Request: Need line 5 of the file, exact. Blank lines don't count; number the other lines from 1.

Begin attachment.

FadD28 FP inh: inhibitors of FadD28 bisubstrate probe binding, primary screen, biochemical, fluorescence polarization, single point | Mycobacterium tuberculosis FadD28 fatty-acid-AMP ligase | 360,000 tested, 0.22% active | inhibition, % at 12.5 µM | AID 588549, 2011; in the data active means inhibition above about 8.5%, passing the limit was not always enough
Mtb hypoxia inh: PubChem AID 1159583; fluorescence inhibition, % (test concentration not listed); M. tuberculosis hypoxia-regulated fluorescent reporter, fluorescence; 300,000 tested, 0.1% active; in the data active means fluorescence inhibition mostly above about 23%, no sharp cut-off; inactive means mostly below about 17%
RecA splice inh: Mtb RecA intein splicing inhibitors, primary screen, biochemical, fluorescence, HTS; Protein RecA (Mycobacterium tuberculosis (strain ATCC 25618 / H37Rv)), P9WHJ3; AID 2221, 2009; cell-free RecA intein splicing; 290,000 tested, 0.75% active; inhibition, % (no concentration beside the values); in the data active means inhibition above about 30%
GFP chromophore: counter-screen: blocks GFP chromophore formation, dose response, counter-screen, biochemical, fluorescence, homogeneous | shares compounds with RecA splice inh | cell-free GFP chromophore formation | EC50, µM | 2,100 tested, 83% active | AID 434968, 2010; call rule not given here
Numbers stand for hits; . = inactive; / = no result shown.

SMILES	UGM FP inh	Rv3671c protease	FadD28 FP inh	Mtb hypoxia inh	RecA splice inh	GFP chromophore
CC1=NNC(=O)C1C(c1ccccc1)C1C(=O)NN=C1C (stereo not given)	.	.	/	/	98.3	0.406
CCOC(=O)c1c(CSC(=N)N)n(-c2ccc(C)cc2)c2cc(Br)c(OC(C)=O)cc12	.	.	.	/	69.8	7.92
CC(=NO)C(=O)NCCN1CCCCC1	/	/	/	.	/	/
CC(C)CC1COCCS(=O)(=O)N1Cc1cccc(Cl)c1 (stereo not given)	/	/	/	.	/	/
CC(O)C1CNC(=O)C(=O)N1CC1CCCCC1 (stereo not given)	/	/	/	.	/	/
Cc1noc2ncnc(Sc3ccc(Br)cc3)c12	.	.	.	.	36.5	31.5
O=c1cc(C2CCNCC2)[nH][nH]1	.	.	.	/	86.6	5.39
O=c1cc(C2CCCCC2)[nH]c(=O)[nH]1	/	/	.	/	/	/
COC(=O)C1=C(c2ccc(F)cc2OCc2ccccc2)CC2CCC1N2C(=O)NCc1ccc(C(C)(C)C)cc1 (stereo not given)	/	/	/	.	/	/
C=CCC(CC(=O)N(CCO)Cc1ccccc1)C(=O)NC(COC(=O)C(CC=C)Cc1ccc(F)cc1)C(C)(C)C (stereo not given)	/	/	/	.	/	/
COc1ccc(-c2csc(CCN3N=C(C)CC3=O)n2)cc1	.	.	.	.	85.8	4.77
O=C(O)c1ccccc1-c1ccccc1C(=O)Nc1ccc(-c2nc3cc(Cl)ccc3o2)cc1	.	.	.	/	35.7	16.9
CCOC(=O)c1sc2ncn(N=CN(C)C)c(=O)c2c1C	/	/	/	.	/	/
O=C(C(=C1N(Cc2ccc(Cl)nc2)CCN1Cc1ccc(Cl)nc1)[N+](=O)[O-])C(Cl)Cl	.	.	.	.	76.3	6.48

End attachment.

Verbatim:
Numbers stand for hits; . = inactive; / = no result shown.